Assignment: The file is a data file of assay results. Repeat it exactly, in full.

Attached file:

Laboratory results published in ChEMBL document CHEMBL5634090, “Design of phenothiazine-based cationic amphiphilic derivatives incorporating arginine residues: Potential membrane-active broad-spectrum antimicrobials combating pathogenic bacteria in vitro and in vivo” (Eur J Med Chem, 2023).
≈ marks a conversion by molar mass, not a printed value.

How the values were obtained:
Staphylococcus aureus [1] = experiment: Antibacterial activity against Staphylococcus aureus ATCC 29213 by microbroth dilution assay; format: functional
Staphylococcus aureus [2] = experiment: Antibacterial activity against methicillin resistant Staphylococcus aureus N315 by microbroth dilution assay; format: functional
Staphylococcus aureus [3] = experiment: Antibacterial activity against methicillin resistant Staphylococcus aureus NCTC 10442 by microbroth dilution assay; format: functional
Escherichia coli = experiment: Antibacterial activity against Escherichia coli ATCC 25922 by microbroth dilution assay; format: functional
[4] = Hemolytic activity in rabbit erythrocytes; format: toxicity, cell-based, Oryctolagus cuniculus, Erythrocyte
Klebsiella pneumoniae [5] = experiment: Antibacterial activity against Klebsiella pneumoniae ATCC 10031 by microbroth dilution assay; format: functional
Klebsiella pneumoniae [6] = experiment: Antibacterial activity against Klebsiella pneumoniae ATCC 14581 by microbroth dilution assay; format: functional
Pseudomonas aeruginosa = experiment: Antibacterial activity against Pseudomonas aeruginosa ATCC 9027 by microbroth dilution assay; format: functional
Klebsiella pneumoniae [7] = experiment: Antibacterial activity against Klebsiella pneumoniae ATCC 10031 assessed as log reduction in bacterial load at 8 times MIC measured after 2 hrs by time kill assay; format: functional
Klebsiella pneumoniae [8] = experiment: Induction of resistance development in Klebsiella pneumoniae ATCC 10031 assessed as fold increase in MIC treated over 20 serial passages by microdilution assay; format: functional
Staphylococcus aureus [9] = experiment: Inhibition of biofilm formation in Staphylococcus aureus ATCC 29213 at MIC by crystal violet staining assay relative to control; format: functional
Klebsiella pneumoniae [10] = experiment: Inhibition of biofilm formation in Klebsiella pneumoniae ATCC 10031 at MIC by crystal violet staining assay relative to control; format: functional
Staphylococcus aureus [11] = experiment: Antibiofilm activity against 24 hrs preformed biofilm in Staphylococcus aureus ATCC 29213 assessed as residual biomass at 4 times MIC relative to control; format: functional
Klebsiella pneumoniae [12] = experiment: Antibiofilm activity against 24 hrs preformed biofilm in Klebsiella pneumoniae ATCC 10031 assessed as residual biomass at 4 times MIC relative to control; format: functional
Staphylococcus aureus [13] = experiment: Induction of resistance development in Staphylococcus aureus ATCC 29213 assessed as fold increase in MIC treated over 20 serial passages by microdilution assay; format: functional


Laboratory results published in ChEMBL document CHEMBL5634090, “Design of phenothiazine-based cationic amphiphilic derivatives incorporating arginine residues: Potential membrane-active broad-spectrum antimicrobials combating pathogenic bacteria in vitro and in vivo” (Eur J Med Chem, 2023).
≈ marks a conversion by molar mass, not a printed value.

How the values were obtained:
Staphylococcus aureus [1] = experiment: Antibacterial activity against Staphylococcus aureus ATCC 29213 by microbroth dilution assay; format: functional
Staphylococcus aureus [2] = experiment: Antibacterial activity against methicillin resistant Staphylococcus aureus N315 by microbroth dilution assay; format: functional
Staphylococcus aureus [3] = experiment: Antibacterial activity against methicillin resistant Staphylococcus aureus NCTC 10442 by microbroth dilution assay; format: functional
Escherichia coli = experiment: Antibacterial activity against Escherichia coli ATCC 25922 by microbroth dilution assay; format: functional
[4] = Hemolytic activity in rabbit erythrocytes; format: toxicity, cell-based, Oryctolagus cuniculus, Erythrocyte
Klebsiella pneumoniae [5] = experiment: Antibacterial activity against Klebsiella pneumoniae ATCC 10031 by microbroth dilution assay; format: functional
Klebsiella pneumoniae [6] = experiment: Antibacterial activity against Klebsiella pneumoniae ATCC 14581 by microbroth dilution assay; format: functional
Pseudomonas aeruginosa = experiment: Antibacterial activity against Pseudomonas aeruginosa ATCC 9027 by microbroth dilution assay; format: functional
Klebsiella pneumoniae [7] = experiment: Antibacterial activity against Klebsiella pneumoniae ATCC 10031 assessed as log reduction in bacterial load at 8 times MIC measured after 2 hrs by time kill assay; format: functional
Klebsiella pneumoniae [8] = experiment: Induction of resistance development in Klebsiella pneumoniae ATCC 10031 assessed as fold increase in MIC treated over 20 serial passages by microdilution assay; format: functional
Staphylococcus aureus [9] = experiment: Inhibition of biofilm formation in Staphylococcus aureus ATCC 29213 at MIC by crystal violet staining assay relative to control; format: functional
Klebsiella pneumoniae [10] = experiment: Inhibition of biofilm formation in Klebsiella pneumoniae ATCC 10031 at MIC by crystal violet staining assay relative to control; format: functional
Staphylococcus aureus [11] = experiment: Antibiofilm activity against 24 hrs preformed biofilm in Staphylococcus aureus ATCC 29213 assessed as residual biomass at 4 times MIC relative to control; format: functional
Klebsiella pneumoniae [12] = experiment: Antibiofilm activity against 24 hrs preformed biofilm in Klebsiella pneumoniae ATCC 10031 assessed as residual biomass at 4 times MIC relative to control; format: functional
Staphylococcus aureus [13] = experiment: Induction of resistance development in Staphylococcus aureus ATCC 29213 assessed as fold increase in MIC treated over 20 serial passages by microdilution assay; format: functional